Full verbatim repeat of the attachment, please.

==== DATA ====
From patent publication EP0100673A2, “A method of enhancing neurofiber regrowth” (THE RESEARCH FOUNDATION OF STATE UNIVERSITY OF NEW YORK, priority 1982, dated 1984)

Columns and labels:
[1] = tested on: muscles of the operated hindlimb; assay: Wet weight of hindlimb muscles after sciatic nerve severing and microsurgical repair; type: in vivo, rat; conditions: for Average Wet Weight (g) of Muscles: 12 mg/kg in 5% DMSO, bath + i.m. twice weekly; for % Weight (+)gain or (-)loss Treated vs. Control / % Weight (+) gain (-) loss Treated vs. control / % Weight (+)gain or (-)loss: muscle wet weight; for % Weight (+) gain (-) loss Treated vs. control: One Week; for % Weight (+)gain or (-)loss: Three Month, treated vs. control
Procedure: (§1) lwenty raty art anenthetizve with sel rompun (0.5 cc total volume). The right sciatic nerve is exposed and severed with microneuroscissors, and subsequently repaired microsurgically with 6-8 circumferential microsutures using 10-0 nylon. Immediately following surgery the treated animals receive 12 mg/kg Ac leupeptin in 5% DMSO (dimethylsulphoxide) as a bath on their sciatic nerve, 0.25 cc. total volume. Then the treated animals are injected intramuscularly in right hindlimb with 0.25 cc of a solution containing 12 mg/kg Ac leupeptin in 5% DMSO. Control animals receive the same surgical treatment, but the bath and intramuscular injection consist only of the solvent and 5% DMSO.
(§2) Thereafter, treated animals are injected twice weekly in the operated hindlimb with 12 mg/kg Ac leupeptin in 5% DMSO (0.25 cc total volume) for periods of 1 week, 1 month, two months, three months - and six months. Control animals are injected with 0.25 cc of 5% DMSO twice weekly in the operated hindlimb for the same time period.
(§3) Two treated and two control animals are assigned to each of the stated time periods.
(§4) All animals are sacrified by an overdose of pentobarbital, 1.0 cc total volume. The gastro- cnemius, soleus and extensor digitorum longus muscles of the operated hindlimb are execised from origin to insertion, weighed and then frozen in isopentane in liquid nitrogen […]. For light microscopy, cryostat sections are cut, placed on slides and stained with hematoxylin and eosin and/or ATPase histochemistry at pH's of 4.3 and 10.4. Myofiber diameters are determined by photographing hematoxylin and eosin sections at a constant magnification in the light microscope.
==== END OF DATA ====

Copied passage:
From patent publication EP0100673A2, “A method of enhancing neurofiber regrowth” (THE RESEARCH FOUNDATION OF STATE UNIVERSITY OF NEW YORK, priority 1982, dated 1984)

Columns and labels:
[1] = tested on: muscles of the operated hindlimb; assay: Wet weight of hindlimb muscles after sciatic nerve severing and microsurgical repair; type: in vivo, rat; conditions: for Average Wet Weight (g) of Muscles: 12 mg/kg in 5% DMSO, bath + i.m. twice weekly; for % Weight (+)gain or (-)loss Treated vs. Control / % Weight (+) gain (-) loss Treated vs. control / % Weight (+)gain or (-)loss: muscle wet weight; for % Weight (+) gain (-) loss Treated vs. control: One Week; for % Weight (+)gain or (-)loss: Three Month, treated vs. control
Procedure: (§1) lwenty raty art anenthetizve with sel rompun (0.5 cc total volume). The right sciatic nerve is exposed and severed with microneuroscissors, and subsequently repaired microsurgically with 6-8 circumferential microsutures using 10-0 nylon. Immediately following surgery the treated animals receive 12 mg/kg Ac leupeptin in 5% DMSO (dimethylsulphoxide) as a bath on their sciatic nerve, 0.25 cc. total volume. Then the treated animals are injected intramuscularly in right hindlimb with 0.25 cc of a solution containing 12 mg/kg Ac leupeptin in 5% DMSO. Control animals receive the same surgical treatment, but the bath and intramuscular injection consist only of the solvent and 5% DMSO.
(§2) Thereafter, treated animals are injected twice weekly in the operated hindlimb with 12 mg/kg Ac leupeptin in 5% DMSO (0.25 cc total volume) for periods of 1 week, 1 month, two months, three months - and six months. Control animals are injected with 0.25 cc of 5% DMSO twice weekly in the operated hindlimb for the same time period.
(§3) Two treated and two control animals are assigned to each of the stated time periods.
(§4) All animals are sacrified by an overdose of pentobarbital, 1.0 cc total volume. The gastro- cnemius, soleus and extensor digitorum longus muscles of the operated hindlimb are execised from origin to insertion, weighed and then frozen in isopentane in liquid nitrogen […]. For light microscopy, cryostat sections are cut, placed on slides and stained with hematoxylin and eosin and/or ATPase histochemistry at pH's of 4.3 and 10.4. Myofiber diameters are determined by photographing hematoxylin and eosin sections at a constant magnification in the light microscope.